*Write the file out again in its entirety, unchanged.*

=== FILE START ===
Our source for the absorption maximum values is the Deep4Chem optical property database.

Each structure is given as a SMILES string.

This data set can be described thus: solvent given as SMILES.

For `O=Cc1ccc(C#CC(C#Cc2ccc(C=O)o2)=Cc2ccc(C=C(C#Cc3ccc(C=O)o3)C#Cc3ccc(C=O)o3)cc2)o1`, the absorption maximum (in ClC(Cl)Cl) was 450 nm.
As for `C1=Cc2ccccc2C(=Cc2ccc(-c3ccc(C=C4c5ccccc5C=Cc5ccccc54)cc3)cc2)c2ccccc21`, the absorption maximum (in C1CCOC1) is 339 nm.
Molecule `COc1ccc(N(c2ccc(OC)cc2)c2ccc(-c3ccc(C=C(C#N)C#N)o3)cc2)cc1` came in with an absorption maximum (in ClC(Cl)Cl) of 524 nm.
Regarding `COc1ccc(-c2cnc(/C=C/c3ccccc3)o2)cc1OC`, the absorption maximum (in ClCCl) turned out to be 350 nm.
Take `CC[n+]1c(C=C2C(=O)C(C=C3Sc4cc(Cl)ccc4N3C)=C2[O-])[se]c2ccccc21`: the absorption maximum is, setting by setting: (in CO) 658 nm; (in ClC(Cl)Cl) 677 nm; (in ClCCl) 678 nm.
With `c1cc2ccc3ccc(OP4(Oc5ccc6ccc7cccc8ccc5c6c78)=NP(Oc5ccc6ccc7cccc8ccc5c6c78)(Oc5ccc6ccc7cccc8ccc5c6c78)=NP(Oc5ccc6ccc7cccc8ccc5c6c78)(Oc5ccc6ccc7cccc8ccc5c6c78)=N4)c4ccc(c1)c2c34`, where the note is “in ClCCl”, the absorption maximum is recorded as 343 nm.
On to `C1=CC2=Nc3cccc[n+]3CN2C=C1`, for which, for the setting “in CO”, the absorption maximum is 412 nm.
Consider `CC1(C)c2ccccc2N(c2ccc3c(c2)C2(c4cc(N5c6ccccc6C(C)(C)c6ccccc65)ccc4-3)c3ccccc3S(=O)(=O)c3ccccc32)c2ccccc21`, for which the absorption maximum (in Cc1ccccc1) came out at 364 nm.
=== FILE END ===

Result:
Our source for the absorption maximum values is the Deep4Chem optical property database.

Each structure is given as a SMILES string.

This data set can be described thus: solvent given as SMILES.

For `O=Cc1ccc(C#CC(C#Cc2ccc(C=O)o2)=Cc2ccc(C=C(C#Cc3ccc(C=O)o3)C#Cc3ccc(C=O)o3)cc2)o1`, the absorption maximum (in ClC(Cl)Cl) was 450 nm.
As for `C1=Cc2ccccc2C(=Cc2ccc(-c3ccc(C=C4c5ccccc5C=Cc5ccccc54)cc3)cc2)c2ccccc21`, the absorption maximum (in C1CCOC1) is 339 nm.
Molecule `COc1ccc(N(c2ccc(OC)cc2)c2ccc(-c3ccc(C=C(C#N)C#N)o3)cc2)cc1` came in with an absorption maximum (in ClC(Cl)Cl) of 524 nm.
Regarding `COc1ccc(-c2cnc(/C=C/c3ccccc3)o2)cc1OC`, the absorption maximum (in ClCCl) turned out to be 350 nm.
Take `CC[n+]1c(C=C2C(=O)C(C=C3Sc4cc(Cl)ccc4N3C)=C2[O-])[se]c2ccccc21`: the absorption maximum is, setting by setting: (in CO) 658 nm; (in ClC(Cl)Cl) 677 nm; (in ClCCl) 678 nm.
With `c1cc2ccc3ccc(OP4(Oc5ccc6ccc7cccc8ccc5c6c78)=NP(Oc5ccc6ccc7cccc8ccc5c6c78)(Oc5ccc6ccc7cccc8ccc5c6c78)=NP(Oc5ccc6ccc7cccc8ccc5c6c78)(Oc5ccc6ccc7cccc8ccc5c6c78)=N4)c4ccc(c1)c2c34`, where the note is “in ClCCl”, the absorption maximum is recorded as 343 nm.
On to `C1=CC2=Nc3cccc[n+]3CN2C=C1`, for which, for the setting “in CO”, the absorption maximum is 412 nm.
Consider `CC1(C)c2ccccc2N(c2ccc3c(c2)C2(c4cc(N5c6ccccc6C(C)(C)c6ccccc65)ccc4-3)c3ccccc3S(=O)(=O)c3ccccc32)c2ccccc21`, for which the absorption maximum (in Cc1ccccc1) came out at 364 nm.